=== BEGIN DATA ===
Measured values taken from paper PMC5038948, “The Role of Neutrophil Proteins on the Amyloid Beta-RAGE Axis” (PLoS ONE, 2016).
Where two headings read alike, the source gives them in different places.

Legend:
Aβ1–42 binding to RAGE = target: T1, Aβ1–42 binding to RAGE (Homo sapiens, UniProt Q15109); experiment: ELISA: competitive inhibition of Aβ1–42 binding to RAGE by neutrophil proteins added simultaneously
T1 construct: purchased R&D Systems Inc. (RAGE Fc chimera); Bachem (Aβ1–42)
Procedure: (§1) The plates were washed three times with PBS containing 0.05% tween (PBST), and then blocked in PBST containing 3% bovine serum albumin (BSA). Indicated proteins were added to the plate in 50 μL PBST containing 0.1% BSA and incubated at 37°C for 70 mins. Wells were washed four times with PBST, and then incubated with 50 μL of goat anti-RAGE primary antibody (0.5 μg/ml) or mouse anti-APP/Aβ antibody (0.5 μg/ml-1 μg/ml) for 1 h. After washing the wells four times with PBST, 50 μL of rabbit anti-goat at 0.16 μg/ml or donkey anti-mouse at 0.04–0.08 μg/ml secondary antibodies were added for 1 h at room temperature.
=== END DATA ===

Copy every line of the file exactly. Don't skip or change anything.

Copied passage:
Measured values taken from paper PMC5038948, “The Role of Neutrophil Proteins on the Amyloid Beta-RAGE Axis” (PLoS ONE, 2016).
Where two headings read alike, the source gives them in different places.

Legend:
Aβ1–42 binding to RAGE = target: T1, Aβ1–42 binding to RAGE (Homo sapiens, UniProt Q15109); experiment: ELISA: competitive inhibition of Aβ1–42 binding to RAGE by neutrophil proteins added simultaneously
T1 construct: purchased R&D Systems Inc. (RAGE Fc chimera); Bachem (Aβ1–42)
Procedure: (§1) The plates were washed three times with PBS containing 0.05% tween (PBST), and then blocked in PBST containing 3% bovine serum albumin (BSA). Indicated proteins were added to the plate in 50 μL PBST containing 0.1% BSA and incubated at 37°C for 70 mins. Wells were washed four times with PBST, and then incubated with 50 μL of goat anti-RAGE primary antibody (0.5 μg/ml) or mouse anti-APP/Aβ antibody (0.5 μg/ml-1 μg/ml) for 1 h. After washing the wells four times with PBST, 50 μL of rabbit anti-goat at 0.16 μg/ml or donkey anti-mouse at 0.04–0.08 μg/ml secondary antibodies were added for 1 h at room temperature.